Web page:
Another key component in the popularity spike is the backing by the most prominent figures in the sport. For any team that is competing in July, you are sure to find at least a couple of high level starters from the team make the trip to cheer on their (potential) future teammates. Even LeBron James isn't shy about showing up to the UNLV campus to check out who the Lakers have coming through the developmental pipeline.
It was mentioned during the broadcast that fans had that their phones out all over the arena trying to capture a quick shot of LeBron on the bench. You could also see it a few seconds in the video if you look into the front rows of the stands. Even casual fans are well aware of the aura that follows players like LeBron and Curry, so they will show up to display their support even if they aren't familiar with 90% of the names on the Summer League rosters. The king's appearance last year is only the tip of the iceberg too. It's not just players who gather to watch the exhibition games...it's literally turned into a giant reunion for NBA members of every level and position. Coaches, scouts, and general managers can be spotted at a game at any moment.
It's one thing if the NBA marketing and media teams are the ones advertising the games, but the absolute best sales pitches will always come from those who are actually on the court getting buckets. If established players like Damian Lillard and Bradley Beal are willing to take hours and days out of their Summer vacations to offer their support and opinions on what they're seeing transpire on the court, then fans are much more likely to give their time as well. Lillard in particular is one of the more famous Summer League alums since he won the only Co-MVP award in 2012 along with former Kansas star Josh Shelby. (It's still a shame that he didn't stick in the league. His highlight tapes are the stuff of legend.) Lillard and dozens of others who went through those exhibition games know better than anyone how important and impactful it is to get an experience like Summer League fresh out of college. It is not a predictor of future success by any means, but it can serve as a confidence boost and point of accelerated growth for rookies and sophomores. Lillard used that MVP designation as a springboard into his first full NBA season, where he added on a Rookie of the Year award after posting solid averages of 19.1 ppg, 3.1 reb, and 6.5 ast on 54% true shooting.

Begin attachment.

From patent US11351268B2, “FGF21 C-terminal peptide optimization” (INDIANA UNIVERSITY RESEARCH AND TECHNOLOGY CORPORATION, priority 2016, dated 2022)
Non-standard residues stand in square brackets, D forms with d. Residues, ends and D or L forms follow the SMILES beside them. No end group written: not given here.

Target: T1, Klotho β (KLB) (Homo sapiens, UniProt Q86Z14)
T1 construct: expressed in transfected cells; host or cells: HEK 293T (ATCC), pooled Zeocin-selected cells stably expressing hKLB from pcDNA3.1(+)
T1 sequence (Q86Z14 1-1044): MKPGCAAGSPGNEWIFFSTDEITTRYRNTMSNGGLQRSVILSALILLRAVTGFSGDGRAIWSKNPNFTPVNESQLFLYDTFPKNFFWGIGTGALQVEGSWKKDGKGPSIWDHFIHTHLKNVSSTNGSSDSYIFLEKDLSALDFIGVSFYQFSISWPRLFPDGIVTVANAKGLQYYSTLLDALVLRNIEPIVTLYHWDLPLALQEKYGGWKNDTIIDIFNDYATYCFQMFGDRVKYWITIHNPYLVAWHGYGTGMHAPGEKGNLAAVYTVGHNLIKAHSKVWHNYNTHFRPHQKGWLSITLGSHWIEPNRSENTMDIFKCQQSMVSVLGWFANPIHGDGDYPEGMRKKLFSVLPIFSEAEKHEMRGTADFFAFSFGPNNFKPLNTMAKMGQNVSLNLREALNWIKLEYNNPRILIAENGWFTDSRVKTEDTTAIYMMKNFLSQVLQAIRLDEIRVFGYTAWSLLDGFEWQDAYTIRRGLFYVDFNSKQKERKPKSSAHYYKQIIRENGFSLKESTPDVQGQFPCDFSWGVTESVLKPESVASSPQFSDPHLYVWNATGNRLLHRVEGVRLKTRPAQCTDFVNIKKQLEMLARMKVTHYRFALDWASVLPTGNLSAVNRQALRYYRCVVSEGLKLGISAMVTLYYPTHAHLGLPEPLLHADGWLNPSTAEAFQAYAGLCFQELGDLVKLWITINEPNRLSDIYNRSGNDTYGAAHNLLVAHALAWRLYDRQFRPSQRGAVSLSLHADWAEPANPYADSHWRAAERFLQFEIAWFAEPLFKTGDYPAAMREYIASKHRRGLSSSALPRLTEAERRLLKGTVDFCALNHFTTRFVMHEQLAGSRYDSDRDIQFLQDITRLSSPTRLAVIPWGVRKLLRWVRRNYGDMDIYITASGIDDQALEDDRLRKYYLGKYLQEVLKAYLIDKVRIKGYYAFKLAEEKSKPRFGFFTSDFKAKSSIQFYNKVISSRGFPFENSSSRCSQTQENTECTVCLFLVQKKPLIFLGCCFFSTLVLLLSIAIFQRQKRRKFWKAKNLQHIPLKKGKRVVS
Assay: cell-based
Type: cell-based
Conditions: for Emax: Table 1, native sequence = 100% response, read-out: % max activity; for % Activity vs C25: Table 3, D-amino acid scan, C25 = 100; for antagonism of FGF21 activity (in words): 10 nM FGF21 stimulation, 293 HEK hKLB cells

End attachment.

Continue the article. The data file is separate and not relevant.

Yes, they are only exhibition games, but league took measures to up the significance of each game by introducing a single-elimination tournament to top each year's July run. This new format took hold in 2013, the year after Damian Lillard's magical run. This surely helped draw in more fans as well. A league is much more fun to follow if it contains some sort of culmination at the finish and a tangible object that is awarded to the best performing teams and players. The 2018 semifinals duel might have been the most compelling game its five year tournament run, due to the exploits of league standouts Josh Hart and Colin Sexton.
Storylines draw in attention in the world of sports almost more than the game action itself and this game was set up perfectly with a key duel between a lottery pick rookie and a key contributor on the most popular team of the 2018 offseason, the Lakers. Hart came out to prove he was head and shoulders above anyone else on a Summer League roster and Sexton was out for blood in his first taste of NBA action.
What some aren't aware of is the wealth of activities available off the court. For the past few years, fans of all ages have been able to take part in autograph signings, arcade games, draft combine simulators, and other special experiences that you can only get by visiting Vegas.
You may notice that the word experience has been thrown around quite a bit here, and for good reason. The NBA has been hard at work for several years now at improving the overall image of the league. They are doing a fantastic job by successfully transforming this 1.5 week annual basketball showcase into an entity that's greater than the sum of its parts. One look at the dictionary and the difference between an event and an experience is crystal clear.
a. something that happens : OCCURRENCE
b: a noteworthy happening
c: a social occasion or activity
the fact or state of having been affected by or gained knowledge through direct observation or participation
I decided to key in on this one definition of experience, because it most accurately conveys the point I am attempting to make. For far too long, fans of professional basketball saw the Summer League as a basic activity that happens on a constant basis like a school day or a weekend. There is nothing special about that. It is what it is. But here in this very moment, we can confidently describe the Summer League to others as something we feel as opposed to something we see.